Among the far-right, it isn’t just Boogaloo types in Hawaiian shirts or men like the armed militia in New Mexico that are showing up to Black Lives Matter protests across the country. Violent white supremacist street gangs are also ominously posting online about their presence in the shadows of protesters clamouring for racial equality.
Two groups similar in organization and ethos to the Rise Above Movement (RAM)—a notoriously violent California-based white supremacist organization that is essentially a racist fight club known for attacking antifascist activists at protests—have been posting photos on Telegram of themselves inside BLM protests or stickering their insignia at locations where marches are taking place. One of the groups, which VICE News will not identify to avoid amplifying their message, has an alleged member who was a participant in neo-Nazi terrorist organization The Base, which has been under an intense FBI crackdown in recent months.
The news that white supremacist groups are appearing at marches protesting police brutality and promoting racial equality comes in the wake of the Trump administration and Republican lawmakers making noise about designating antifascist activism in its totality as a “terrorist organization.”
Although the Telegram activities of the groups viewed by VICE News have not involved distinct claims of carrying out assaults at protests, the supposed silent presence of white supremacist groups at protests seems designed to intimidate the activists they despise.
“The boys are on the ground at a potential BLM riot in the South End of Boston,” says a post from one of the groups, showing a row of riot cops and a man with American flag mask looking on. (The Anti-Defamation League noted that this particular group was handing stickers out at a protest in Boston.)
The street gang—which has an overtly Nazi aesthetic—cryptically asked followers to report “any and all communist, gang, and anti-white activity” to its encrypted email address and posted photos of its presence at recent protests in Knoxville, Tennessee. Days after that, it announced on Telegram that its members were pictured at a BLM protest in nearby Oak Ridge, Tennessee, bragging about how it “showed up next to the BLM demo’s stage, in full view of the entire crowd.”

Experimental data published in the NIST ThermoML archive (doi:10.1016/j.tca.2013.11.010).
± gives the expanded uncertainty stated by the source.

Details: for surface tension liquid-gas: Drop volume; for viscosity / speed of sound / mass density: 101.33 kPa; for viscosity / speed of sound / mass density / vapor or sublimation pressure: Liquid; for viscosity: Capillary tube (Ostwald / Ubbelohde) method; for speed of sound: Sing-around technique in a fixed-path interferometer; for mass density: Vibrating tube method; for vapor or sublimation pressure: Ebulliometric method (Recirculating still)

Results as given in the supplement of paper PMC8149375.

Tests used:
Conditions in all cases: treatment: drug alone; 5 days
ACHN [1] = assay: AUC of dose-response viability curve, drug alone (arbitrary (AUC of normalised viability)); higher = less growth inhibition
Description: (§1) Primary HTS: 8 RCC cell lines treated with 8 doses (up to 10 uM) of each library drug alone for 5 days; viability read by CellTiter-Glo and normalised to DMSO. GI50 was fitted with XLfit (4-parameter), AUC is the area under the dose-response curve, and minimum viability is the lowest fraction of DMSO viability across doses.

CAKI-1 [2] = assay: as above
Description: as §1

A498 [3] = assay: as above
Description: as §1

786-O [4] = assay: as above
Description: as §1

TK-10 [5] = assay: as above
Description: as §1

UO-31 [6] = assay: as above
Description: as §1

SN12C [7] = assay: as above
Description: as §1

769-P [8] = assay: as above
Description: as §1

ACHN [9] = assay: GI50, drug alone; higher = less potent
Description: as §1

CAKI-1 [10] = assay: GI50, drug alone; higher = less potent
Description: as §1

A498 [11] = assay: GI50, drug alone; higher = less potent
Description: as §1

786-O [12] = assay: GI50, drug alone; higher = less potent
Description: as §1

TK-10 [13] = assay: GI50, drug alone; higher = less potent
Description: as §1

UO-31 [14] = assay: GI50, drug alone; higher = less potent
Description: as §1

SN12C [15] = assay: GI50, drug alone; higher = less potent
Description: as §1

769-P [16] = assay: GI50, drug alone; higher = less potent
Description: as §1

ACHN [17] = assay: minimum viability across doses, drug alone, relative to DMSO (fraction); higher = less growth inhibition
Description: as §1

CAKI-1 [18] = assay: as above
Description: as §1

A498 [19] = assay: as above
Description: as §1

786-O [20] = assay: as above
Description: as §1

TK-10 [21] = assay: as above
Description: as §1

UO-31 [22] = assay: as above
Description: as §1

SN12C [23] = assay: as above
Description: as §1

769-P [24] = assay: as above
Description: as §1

The other group also posted a photo at a BLM protest in Boston, showing a television correspondent from a not-so-distant angle doing a live television hit.
“When the Journalists, Police, and Radical Left work hand in hand to encourage our downfall,” reads the caption to the photo, “we must witness and persevere.” That same group shared two photos of its stickers placed at protests days earlier, one in Indianapolis and the other in Atlanta in front of the CNN buildings.
According to Mollie Saltskog, an intelligence analyst at the Soufan Center, a non-profit terrorism watchdog, these types of Nazi street gangs use protests for reasons beyond an opportunity for violence.
“Whether or not members of these white supremacist organizations actively participate and conduct violence at the protests across the country, there are many other benefits for them being there, such as optics within the movement writ large, promoting their organization and violent ideology, networking, recruiting, and, perhaps most importantly, studying what tactics are successful in creating chaos,” she said.
Saltskog referred to the recent appearance of well-known Ukrainian neo-Nazis at the Hong Kong protests—something that perplexed onlookers who wondered why fascist activists would march in a pro-democracy movement.
“Remember the notorious white supremacists that showed up in Hong Kong last year—they were likely there to study the protests and learn successful tactics to bring back their own movement,” she said. “These white supremacists are not there for George Floyd, his family, and to bring positive change to America. They are there because it serves their own hateful agenda.”
By its own admission, RAM is interested in the protests. VICE News caught a now-deleted post from its Telegram channel directly referencing a BLM protest in Southern California in June, in a city where the group has a history of attacking protesters.
“(Huntington Beach) is the only place in all of America to fight back against antifa and BLM.” read the accompanying text with the post. “And of course you know our boy held the lines.”
RAM made national headlines after it came under an intense FBI probe, with four of its members arrested on federal rioting charges stemming from the 2017 Unite the Right Rally in Charlottesville, Virginia. Though in the past it has denied being racist, one of its leaders was caught on camera embracing neo-Nazi ideology, while members have generally acted like classic skinhead hooligans that train in mixed martial arts—not unlike many European skinhead gangs. Lately RAM has undergone a revival of sorts after largely beating the federal crackdown.
In a recent video, Robert Rundo, the RAM founder who was once arrested by the FBI, criticized the handling of nationwide protests by federal authorities and preached that his group was previously innocent.
But in early June, RAM aggressively posted an uncaptioned image of a member stepping on a Pride flag (it is unclear if it was taken at a protest) and provided sham BLM sticker templates impersonating activists.
“Let's help BLM spread their message against Antifa traitors,” reads the RAM post with the fake BLM poster templates. “Whites that support the destruction of their own race or the worst of all enemies. So print these out post them who knows maybe some BLM activist will get ‘woke’ on antifa shills and start calling them out maybe even make a few victims.”
RAM has also glorified images of an incident in Philadelphia involving a gang of armed white men roaming the streets attacking BLM protesters, which it used in a propaganda video captioned: “Defend your neighborhood, white man.”